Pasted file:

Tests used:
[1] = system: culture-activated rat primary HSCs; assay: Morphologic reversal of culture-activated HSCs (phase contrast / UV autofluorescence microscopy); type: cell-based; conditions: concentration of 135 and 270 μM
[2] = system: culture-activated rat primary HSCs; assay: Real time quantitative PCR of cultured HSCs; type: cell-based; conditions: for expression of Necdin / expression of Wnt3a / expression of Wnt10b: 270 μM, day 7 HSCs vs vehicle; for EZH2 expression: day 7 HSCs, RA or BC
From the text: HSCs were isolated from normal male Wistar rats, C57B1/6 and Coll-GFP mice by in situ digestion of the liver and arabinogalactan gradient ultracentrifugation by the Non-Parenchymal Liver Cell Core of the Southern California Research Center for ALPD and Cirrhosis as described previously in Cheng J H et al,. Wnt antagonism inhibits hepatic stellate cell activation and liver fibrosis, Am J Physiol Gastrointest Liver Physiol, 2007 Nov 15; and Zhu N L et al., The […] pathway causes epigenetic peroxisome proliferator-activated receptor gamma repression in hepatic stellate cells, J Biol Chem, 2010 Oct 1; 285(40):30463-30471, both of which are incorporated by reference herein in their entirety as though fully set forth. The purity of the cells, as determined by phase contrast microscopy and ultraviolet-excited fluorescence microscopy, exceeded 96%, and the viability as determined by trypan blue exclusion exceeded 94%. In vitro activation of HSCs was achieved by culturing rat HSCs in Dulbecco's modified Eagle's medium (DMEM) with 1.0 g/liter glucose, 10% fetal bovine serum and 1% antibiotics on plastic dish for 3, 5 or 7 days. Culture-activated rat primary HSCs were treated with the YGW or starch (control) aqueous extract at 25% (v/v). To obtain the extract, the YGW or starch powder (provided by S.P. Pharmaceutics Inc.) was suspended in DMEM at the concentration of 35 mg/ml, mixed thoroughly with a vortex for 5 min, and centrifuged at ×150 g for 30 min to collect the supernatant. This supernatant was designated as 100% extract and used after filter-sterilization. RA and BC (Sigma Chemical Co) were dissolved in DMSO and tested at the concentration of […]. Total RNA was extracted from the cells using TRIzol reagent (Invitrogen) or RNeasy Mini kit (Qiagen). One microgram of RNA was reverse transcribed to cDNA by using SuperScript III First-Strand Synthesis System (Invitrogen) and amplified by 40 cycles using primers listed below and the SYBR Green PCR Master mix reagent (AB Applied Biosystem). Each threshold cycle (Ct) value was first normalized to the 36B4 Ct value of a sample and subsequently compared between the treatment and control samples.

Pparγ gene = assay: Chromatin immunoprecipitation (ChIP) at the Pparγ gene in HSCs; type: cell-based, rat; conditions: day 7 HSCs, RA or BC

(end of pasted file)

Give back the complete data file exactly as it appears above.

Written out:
Tests used:
[1] = system: culture-activated rat primary HSCs; assay: Morphologic reversal of culture-activated HSCs (phase contrast / UV autofluorescence microscopy); type: cell-based; conditions: concentration of 135 and 270 μM
[2] = system: culture-activated rat primary HSCs; assay: Real time quantitative PCR of cultured HSCs; type: cell-based; conditions: for expression of Necdin / expression of Wnt3a / expression of Wnt10b: 270 μM, day 7 HSCs vs vehicle; for EZH2 expression: day 7 HSCs, RA or BC
From the text: HSCs were isolated from normal male Wistar rats, C57B1/6 and Coll-GFP mice by in situ digestion of the liver and arabinogalactan gradient ultracentrifugation by the Non-Parenchymal Liver Cell Core of the Southern California Research Center for ALPD and Cirrhosis as described previously in Cheng J H et al,. Wnt antagonism inhibits hepatic stellate cell activation and liver fibrosis, Am J Physiol Gastrointest Liver Physiol, 2007 Nov 15; and Zhu N L et al., The […] pathway causes epigenetic peroxisome proliferator-activated receptor gamma repression in hepatic stellate cells, J Biol Chem, 2010 Oct 1; 285(40):30463-30471, both of which are incorporated by reference herein in their entirety as though fully set forth. The purity of the cells, as determined by phase contrast microscopy and ultraviolet-excited fluorescence microscopy, exceeded 96%, and the viability as determined by trypan blue exclusion exceeded 94%. In vitro activation of HSCs was achieved by culturing rat HSCs in Dulbecco's modified Eagle's medium (DMEM) with 1.0 g/liter glucose, 10% fetal bovine serum and 1% antibiotics on plastic dish for 3, 5 or 7 days. Culture-activated rat primary HSCs were treated with the YGW or starch (control) aqueous extract at 25% (v/v). To obtain the extract, the YGW or starch powder (provided by S.P. Pharmaceutics Inc.) was suspended in DMEM at the concentration of 35 mg/ml, mixed thoroughly with a vortex for 5 min, and centrifuged at ×150 g for 30 min to collect the supernatant. This supernatant was designated as 100% extract and used after filter-sterilization. RA and BC (Sigma Chemical Co) were dissolved in DMSO and tested at the concentration of […]. Total RNA was extracted from the cells using TRIzol reagent (Invitrogen) or RNeasy Mini kit (Qiagen). One microgram of RNA was reverse transcribed to cDNA by using SuperScript III First-Strand Synthesis System (Invitrogen) and amplified by 40 cycles using primers listed below and the SYBR Green PCR Master mix reagent (AB Applied Biosystem). Each threshold cycle (Ct) value was first normalized to the 36B4 Ct value of a sample and subsequently compared between the treatment and control samples.

Pparγ gene = assay: Chromatin immunoprecipitation (ChIP) at the Pparγ gene in HSCs; type: cell-based, rat; conditions: day 7 HSCs, RA or BC